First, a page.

The Kafka Myth
I’ve been repeatedly accused by Nicholas Murray of simply making up the idea of a popular myth about Kafka’s life. I’ll let the start of the FT’s very pleasant review answer him:
Kafka’s name has become a journalistic cliché, calculated to evoke nightmares, injustice, the perversions of bureaucracy, surrealism, mental breakdown and the uncanny.
Quite. So why has the vast academic Kafka-industry failed to undercut this myth? Kafka’s business memoranda get their own Critical Edition, entire exhibitions are mounted about the factories he inspected, whole books published about the cafés he sat in or the distant relatives he occasionally met. Yet the standard German reference guide, the Kafka Chronik (1999) used by every scholar, still maintains on its back cover the hoary myth that Kafka was “almost unknown in his lifetime”, and in 2004 the UK’s top Kafka-scholar (Oxford Chair of German Ritchie Robertson) felt moved to praise Germany’s top Kafka-scholar (Berlin Chair of German Peter-André Alt) for countering “the notion, still widespread today, that Kafka was hardly noticed by fellow-authors and reviewers in his lifetime”.
The image of a struggling middle-European Nostradamus, largely unnoticed by his blind contemporaries, perfectly fits the Romantic myth of The Artist – but it is also handy for literary theorists. After all, nothing so clearly demonstrates the value of literary theory as its ability to rediscover Great Lost Writers, forgotten or ignored by the theory-less benighted! The truth - that Kafka’s talent was at once recognized by his peers despite their lamentable ignorance of terms like hermeneutic, proairetic or différance (sic) - is less flattering to the theory industry.
In a field awash with theories of repression, gender and sexuality, it’s really quite bizarre that no one has ever published, or even discussed the porn indubitably owned by Kafka. There’s no doubt at all that it’s porn, by the way. In 1958 Klaus Wagenbach called these publications “a collection of the finest - and often, the coarsest – erotica”. Even today, as the FT’s reviewer put it, they are “to say the least, an acquired taste”. When the last academic count was done in the mid-‘nineties, it was estimated that there were already over 10,000 publications on Kafka. Nothing about his life (including the most intimate parts of his now-uncensored diaries) is regarded as too personal, banal or abstruse for publication and examination - except this material. It is thus fatuous for Murray et al to deny that there is some kind of double standard being applied. That is precisely why I chose to publish it (in a small section of the book!): to show simply and graphically that there is much about Kafka that is still unsaid.
For example: that the publisher of this porn in 1906 was the same man who, in 1908, was to become Kafka’s own first publisher – and the same man who would, in 1915, arrange for Kafka to very publicly receive the prize-monies from the most prestigious German literary award of the year. That Kafka was a millionaire’s son backed by an influential clique, his writing admired (and he knew it) by almost every major German fellow-author of his day. That far from being a sort of multiculturalist avant la lettre (as many of his readers want him to have been), he was a loyal Habsburg citizen with a senior state-sector job who undoubtedly hoped for a Germano-Austrian victory in the First World War, right to the end. That he was a leading light in the founding of a hospital for war-wounded soldiers (but only for German-speaking ones) in Frankenstein.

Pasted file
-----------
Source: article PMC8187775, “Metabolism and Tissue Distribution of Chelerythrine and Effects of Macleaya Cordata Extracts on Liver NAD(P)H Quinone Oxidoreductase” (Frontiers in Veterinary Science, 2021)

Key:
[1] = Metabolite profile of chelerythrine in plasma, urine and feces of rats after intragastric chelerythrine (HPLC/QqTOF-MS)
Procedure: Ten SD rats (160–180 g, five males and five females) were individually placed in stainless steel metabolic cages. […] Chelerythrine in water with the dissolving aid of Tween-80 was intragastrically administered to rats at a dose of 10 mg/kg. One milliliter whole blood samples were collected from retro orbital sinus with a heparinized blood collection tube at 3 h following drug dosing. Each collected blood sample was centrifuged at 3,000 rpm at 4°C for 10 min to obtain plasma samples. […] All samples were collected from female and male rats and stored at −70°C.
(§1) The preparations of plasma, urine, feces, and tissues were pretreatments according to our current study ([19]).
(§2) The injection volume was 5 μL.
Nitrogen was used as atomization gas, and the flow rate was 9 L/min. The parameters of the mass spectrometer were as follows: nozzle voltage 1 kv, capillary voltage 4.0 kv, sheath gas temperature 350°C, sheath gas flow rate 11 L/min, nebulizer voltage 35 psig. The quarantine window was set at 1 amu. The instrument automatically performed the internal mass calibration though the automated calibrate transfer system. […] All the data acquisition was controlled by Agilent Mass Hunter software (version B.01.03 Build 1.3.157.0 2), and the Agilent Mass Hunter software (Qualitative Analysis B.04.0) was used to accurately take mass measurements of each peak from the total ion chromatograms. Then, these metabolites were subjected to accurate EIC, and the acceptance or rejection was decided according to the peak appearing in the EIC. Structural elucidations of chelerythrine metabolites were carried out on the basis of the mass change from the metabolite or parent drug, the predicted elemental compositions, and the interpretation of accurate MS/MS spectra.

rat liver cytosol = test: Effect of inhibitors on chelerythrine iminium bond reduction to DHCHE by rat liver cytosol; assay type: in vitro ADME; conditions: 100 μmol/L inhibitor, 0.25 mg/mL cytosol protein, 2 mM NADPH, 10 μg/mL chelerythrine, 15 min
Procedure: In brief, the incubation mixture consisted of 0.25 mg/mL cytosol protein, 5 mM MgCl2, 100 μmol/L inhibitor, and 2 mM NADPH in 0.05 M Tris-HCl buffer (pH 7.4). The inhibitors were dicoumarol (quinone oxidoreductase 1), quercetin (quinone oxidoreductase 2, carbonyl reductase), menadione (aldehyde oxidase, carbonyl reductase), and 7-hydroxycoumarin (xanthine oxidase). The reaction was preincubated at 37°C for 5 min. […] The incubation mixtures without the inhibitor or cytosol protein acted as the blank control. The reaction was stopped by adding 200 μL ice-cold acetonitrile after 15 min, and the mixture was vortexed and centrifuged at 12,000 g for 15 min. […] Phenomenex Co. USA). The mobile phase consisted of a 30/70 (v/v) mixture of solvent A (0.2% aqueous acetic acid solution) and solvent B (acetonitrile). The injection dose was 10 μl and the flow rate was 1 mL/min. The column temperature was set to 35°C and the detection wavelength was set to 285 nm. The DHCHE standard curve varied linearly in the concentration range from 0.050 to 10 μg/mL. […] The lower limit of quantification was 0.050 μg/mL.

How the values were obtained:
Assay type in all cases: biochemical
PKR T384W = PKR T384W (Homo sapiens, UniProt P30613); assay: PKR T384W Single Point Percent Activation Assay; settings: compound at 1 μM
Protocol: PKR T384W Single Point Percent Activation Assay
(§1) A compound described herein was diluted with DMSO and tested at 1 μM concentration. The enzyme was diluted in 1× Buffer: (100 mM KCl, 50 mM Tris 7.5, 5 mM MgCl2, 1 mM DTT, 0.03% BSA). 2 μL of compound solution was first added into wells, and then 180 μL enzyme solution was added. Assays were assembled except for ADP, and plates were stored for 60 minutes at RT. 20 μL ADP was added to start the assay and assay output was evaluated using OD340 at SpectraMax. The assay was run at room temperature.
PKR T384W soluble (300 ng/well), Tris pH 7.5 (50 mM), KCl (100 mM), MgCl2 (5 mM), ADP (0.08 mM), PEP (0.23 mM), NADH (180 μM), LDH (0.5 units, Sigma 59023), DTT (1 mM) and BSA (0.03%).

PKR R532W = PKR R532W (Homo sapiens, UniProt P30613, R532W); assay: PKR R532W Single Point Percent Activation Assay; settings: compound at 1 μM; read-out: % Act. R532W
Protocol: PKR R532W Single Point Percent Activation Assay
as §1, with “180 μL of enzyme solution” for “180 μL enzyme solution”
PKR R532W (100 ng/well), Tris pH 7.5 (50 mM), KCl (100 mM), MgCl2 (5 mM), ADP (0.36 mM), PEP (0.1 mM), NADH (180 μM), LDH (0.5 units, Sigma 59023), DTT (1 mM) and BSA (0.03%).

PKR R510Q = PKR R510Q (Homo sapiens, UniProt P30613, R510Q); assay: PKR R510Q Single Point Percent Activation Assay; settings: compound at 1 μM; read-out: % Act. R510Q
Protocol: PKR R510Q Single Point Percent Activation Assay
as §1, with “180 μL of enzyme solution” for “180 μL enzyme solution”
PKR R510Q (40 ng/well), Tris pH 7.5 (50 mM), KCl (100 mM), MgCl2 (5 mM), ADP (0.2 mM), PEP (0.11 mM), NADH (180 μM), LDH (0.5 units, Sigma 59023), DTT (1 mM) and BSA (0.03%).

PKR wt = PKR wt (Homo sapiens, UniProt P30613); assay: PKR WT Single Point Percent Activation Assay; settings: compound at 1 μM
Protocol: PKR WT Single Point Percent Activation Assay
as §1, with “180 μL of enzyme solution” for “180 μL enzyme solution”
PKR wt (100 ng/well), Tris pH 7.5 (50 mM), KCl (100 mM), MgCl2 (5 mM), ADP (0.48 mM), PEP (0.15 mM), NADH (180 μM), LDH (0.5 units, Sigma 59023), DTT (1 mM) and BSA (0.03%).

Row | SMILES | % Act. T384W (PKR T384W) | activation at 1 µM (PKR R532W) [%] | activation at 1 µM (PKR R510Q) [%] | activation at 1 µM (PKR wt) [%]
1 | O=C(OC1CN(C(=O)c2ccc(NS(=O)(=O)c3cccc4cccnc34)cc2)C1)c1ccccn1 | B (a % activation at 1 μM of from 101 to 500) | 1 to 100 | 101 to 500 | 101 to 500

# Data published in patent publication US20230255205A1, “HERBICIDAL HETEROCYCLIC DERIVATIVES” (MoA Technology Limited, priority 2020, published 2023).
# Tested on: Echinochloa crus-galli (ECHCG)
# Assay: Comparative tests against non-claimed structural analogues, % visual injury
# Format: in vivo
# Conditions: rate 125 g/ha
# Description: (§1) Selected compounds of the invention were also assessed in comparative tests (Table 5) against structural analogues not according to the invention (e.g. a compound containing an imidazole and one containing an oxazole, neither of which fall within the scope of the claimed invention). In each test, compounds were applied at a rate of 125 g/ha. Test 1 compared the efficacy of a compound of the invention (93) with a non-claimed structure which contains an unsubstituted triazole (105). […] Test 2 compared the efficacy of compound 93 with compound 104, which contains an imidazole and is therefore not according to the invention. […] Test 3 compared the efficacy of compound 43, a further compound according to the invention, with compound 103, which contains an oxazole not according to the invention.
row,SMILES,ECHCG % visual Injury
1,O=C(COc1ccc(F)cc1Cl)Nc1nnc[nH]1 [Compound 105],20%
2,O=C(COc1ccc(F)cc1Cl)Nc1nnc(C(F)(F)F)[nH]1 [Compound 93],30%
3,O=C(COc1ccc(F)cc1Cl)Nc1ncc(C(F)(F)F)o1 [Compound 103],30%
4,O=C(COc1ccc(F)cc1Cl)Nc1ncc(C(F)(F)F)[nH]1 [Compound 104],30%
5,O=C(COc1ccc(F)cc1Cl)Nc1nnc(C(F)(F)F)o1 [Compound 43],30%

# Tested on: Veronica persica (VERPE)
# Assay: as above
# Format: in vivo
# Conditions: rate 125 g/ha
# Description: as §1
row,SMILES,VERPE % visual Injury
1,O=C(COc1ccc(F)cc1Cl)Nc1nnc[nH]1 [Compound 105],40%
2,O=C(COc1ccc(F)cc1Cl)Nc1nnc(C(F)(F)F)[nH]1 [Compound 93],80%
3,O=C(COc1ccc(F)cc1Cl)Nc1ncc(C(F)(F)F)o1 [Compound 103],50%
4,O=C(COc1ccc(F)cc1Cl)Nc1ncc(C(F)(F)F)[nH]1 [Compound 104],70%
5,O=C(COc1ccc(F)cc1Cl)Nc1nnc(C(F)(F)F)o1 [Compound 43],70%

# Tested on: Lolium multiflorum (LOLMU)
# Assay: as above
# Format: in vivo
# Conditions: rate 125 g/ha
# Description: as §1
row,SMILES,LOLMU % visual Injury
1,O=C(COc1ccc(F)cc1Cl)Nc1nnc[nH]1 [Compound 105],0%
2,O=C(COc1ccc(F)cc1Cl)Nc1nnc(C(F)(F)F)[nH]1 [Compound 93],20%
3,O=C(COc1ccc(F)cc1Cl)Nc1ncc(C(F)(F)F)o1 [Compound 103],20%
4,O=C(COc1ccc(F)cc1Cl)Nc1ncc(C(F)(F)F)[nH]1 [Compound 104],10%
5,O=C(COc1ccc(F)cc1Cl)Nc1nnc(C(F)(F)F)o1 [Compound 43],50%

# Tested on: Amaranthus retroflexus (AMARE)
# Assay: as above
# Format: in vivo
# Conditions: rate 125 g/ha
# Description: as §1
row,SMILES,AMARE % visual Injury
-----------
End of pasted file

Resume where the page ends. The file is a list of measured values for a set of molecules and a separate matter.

That hospital stands today, largely as Kafka’s appeal built it: but is now, just, in the Czech republic, and no one on either side of that border wants to be reminded about its history. When I went there with the BBC earlier this year, we were told we were the first film crew ever to visit the place. Kafka’s hospital exclusively for the German-speaking wounded of Kaiser Franz Josef’s multi-ethnic army is as unpalatable to modern prejudices as is Kafka’s interest in porn, his lifelong addiction to whores, or his literal investment (about £25,000 in today’s money, in November 1915) in the Austro-Hungarian war-effort.
To understand Kafka’s work as his contemporaries did - at the first reading of The Trial, all Kafka’s friends, and he himself, fell into “helpless laughter”, records Brod - we need to re-imagine a world now tragically, almost unimaginably lost: the world of German-speaking, German-thinking high-bourgeois Jewry in middle-Europe. That’s what Excavating Kafka is all about. As the start of the book says: it’s going to take some dynamite - and if some people get offended in the process, so be it. The myth is still there, and it simply has to go.